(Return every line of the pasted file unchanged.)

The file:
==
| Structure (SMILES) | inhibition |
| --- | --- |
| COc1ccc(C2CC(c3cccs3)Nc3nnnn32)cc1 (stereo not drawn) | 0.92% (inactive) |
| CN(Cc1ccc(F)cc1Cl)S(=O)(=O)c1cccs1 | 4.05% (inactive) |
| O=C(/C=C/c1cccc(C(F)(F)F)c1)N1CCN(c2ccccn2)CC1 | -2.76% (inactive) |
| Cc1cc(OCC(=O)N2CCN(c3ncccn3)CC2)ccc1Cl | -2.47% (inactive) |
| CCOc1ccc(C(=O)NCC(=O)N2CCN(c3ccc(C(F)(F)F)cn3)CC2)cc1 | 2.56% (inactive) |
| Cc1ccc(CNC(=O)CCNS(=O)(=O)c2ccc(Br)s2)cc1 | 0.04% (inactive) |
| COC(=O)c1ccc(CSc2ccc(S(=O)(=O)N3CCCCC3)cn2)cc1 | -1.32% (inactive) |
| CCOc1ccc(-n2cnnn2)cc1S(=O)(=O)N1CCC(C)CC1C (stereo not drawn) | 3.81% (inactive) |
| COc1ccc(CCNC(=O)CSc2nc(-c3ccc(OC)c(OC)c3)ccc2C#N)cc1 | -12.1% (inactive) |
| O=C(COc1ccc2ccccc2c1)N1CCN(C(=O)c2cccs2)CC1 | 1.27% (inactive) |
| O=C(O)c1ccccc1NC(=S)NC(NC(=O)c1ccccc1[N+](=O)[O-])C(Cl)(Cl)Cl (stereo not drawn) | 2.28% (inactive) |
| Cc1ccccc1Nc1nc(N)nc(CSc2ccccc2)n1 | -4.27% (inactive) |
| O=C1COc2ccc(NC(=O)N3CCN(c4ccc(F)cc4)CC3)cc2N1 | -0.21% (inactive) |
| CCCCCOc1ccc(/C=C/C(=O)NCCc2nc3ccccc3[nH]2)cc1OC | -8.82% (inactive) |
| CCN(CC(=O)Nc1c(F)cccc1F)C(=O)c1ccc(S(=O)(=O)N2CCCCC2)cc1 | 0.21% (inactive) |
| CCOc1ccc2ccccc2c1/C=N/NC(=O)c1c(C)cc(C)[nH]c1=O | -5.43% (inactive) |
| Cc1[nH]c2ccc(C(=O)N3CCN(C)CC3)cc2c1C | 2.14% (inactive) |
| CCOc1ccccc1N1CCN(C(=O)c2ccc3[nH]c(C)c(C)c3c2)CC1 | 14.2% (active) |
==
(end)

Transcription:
| Structure (SMILES) | inhibition |
| --- | --- |
| COc1ccc(C2CC(c3cccs3)Nc3nnnn32)cc1 (stereo not drawn) | 0.92% (inactive) |
| CN(Cc1ccc(F)cc1Cl)S(=O)(=O)c1cccs1 | 4.05% (inactive) |
| O=C(/C=C/c1cccc(C(F)(F)F)c1)N1CCN(c2ccccn2)CC1 | -2.76% (inactive) |
| Cc1cc(OCC(=O)N2CCN(c3ncccn3)CC2)ccc1Cl | -2.47% (inactive) |
| CCOc1ccc(C(=O)NCC(=O)N2CCN(c3ccc(C(F)(F)F)cn3)CC2)cc1 | 2.56% (inactive) |
| Cc1ccc(CNC(=O)CCNS(=O)(=O)c2ccc(Br)s2)cc1 | 0.04% (inactive) |
| COC(=O)c1ccc(CSc2ccc(S(=O)(=O)N3CCCCC3)cn2)cc1 | -1.32% (inactive) |
| CCOc1ccc(-n2cnnn2)cc1S(=O)(=O)N1CCC(C)CC1C (stereo not drawn) | 3.81% (inactive) |
| COc1ccc(CCNC(=O)CSc2nc(-c3ccc(OC)c(OC)c3)ccc2C#N)cc1 | -12.1% (inactive) |
| O=C(COc1ccc2ccccc2c1)N1CCN(C(=O)c2cccs2)CC1 | 1.27% (inactive) |
| O=C(O)c1ccccc1NC(=S)NC(NC(=O)c1ccccc1[N+](=O)[O-])C(Cl)(Cl)Cl (stereo not drawn) | 2.28% (inactive) |
| Cc1ccccc1Nc1nc(N)nc(CSc2ccccc2)n1 | -4.27% (inactive) |
| O=C1COc2ccc(NC(=O)N3CCN(c4ccc(F)cc4)CC3)cc2N1 | -0.21% (inactive) |
| CCCCCOc1ccc(/C=C/C(=O)NCCc2nc3ccccc3[nH]2)cc1OC | -8.82% (inactive) |
| CCN(CC(=O)Nc1c(F)cccc1F)C(=O)c1ccc(S(=O)(=O)N2CCCCC2)cc1 | 0.21% (inactive) |
| CCOc1ccc2ccccc2c1/C=N/NC(=O)c1c(C)cc(C)[nH]c1=O | -5.43% (inactive) |
| Cc1[nH]c2ccc(C(=O)N3CCN(C)CC3)cc2c1C | 2.14% (inactive) |
| CCOc1ccccc1N1CCN(C(=O)c2ccc3[nH]c(C)c(C)c3c2)CC1 | 14.2% (active) |